This morning, in a waiting room, I started Raffi Khatchadourian's long, vivid piece in The New Yorker, "Azzam the American," about Adam Gadahn, a 28-year-old Californian who is now "one of Osama bin Laden’s senior operatives."
It's an epic piece, and I barely made it to the part where he converts to Islam, before my wait was over. There's a lot of material about his earlier obsession with death metal, and some interesting background about his father, Philip Pearlman, the son of a prosperous Jewish physician and his Protestant wife," who would later change his last name to "Phil Gadahn."
One day, while walking near the ocean, Pearlman had a religious epiphany. As Adam described it in an essay he wrote after his conversion to Islam, “My father was raised agnostic or atheist, but he became a believer in One God when he picked up a Bible left on the beach.” As Pearlman opened the Bible and began to read it, he became aware of a divine presence. The experience affected him deeply, and he alluded to it in his music. Some of his religious ideas were evident in an album he made in 1975 called “Relatively Clean Rivers.” Pearlman’s lyrics evoke a world that has strayed from divine truth into Babylon-like confusion. He describes a “vast Orwellian wilderness” and the “journey we all must take” within it to achieve “relative perfection in our own special tiny corner of the universe”—a journey not unlike his own.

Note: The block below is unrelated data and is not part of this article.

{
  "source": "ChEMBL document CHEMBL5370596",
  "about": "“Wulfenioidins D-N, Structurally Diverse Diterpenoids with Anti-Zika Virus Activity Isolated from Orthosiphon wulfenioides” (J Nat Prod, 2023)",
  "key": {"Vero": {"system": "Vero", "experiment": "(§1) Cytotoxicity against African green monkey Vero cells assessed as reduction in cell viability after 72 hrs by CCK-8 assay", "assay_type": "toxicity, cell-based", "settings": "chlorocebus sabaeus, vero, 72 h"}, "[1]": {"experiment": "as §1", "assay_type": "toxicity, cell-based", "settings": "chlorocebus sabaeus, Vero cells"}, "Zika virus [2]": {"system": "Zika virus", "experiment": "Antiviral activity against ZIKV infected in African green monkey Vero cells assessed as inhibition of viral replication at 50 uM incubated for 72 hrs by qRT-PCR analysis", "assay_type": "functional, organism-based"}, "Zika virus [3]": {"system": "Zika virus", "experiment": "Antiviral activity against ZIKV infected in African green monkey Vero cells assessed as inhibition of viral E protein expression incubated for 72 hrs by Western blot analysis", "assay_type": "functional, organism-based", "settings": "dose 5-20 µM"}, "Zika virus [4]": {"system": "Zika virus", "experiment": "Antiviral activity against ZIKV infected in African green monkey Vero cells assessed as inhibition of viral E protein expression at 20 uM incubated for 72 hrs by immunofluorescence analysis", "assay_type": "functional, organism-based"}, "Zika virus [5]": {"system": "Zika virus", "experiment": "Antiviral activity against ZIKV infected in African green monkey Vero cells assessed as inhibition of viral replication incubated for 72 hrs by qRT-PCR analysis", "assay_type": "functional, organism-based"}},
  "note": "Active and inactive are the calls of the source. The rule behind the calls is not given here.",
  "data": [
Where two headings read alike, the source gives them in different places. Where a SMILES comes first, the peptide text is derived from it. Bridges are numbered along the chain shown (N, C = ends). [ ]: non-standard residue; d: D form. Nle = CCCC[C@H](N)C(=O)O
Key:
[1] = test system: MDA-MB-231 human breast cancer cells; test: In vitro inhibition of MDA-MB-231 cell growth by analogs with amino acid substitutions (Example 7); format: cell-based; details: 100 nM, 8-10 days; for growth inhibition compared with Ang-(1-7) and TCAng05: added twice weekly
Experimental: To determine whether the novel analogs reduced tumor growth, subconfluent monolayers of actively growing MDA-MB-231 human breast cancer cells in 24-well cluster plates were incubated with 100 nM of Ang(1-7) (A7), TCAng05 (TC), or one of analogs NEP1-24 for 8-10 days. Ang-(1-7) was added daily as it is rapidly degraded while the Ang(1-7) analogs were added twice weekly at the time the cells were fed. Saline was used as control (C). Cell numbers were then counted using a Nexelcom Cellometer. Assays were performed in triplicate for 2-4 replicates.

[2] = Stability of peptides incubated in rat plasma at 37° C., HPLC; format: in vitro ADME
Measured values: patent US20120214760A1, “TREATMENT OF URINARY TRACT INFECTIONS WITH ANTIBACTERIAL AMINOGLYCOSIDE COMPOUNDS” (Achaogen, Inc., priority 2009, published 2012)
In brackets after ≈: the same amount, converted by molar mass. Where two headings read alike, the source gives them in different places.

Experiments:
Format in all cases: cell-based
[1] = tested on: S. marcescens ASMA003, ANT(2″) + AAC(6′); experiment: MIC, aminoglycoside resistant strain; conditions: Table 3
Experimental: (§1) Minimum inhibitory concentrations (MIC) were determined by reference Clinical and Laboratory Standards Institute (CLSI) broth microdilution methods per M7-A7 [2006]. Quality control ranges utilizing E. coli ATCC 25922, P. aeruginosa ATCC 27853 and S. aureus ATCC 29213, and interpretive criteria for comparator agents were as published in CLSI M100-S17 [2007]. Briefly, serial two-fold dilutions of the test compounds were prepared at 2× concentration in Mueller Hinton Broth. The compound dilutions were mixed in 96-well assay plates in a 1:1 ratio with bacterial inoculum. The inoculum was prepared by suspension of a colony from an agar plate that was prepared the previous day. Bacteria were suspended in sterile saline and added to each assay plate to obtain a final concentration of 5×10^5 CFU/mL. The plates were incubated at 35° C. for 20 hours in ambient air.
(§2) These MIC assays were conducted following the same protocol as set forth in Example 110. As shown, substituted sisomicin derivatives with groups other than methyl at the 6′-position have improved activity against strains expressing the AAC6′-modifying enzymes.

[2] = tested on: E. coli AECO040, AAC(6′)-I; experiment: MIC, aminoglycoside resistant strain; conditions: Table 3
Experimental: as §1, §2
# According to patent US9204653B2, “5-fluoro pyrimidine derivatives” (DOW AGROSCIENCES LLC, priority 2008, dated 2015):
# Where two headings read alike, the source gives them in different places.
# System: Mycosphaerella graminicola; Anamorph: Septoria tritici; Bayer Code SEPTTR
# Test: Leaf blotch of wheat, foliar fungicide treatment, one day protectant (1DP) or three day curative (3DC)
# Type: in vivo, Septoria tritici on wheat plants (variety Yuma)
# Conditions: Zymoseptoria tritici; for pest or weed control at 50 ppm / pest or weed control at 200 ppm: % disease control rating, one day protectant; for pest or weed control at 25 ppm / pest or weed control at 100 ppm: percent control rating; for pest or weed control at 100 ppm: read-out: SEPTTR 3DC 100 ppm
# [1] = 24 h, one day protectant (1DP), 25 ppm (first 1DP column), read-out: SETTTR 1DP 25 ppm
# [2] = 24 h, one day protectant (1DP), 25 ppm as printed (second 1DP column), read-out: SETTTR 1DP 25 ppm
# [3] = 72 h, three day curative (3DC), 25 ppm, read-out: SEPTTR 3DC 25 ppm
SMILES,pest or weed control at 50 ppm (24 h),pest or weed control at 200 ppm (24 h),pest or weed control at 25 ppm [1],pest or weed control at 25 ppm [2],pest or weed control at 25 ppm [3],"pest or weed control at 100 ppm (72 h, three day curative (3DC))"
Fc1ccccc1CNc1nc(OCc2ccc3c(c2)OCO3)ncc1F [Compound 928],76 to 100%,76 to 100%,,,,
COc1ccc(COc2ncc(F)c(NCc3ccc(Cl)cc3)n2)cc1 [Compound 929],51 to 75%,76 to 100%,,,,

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A few hours later, I visited the "FM Shades" site (dedicated to resurrecting old lost vinyl—they made that rare VU recording available a couple of weeks ago), and came across information about an album called The Electronic Hole:
Extremely obscure 2nd Radish label album, 150 copies originally issued in 1970. "Raw, noisy, droning and completely mesmerizing album recorded by Phil Pearlman between the first Beat of the Earth album and Relatively Clean Rivers....
I just noticed: In a strange coincidence, that FM Shades post was put up on September 11 of last year.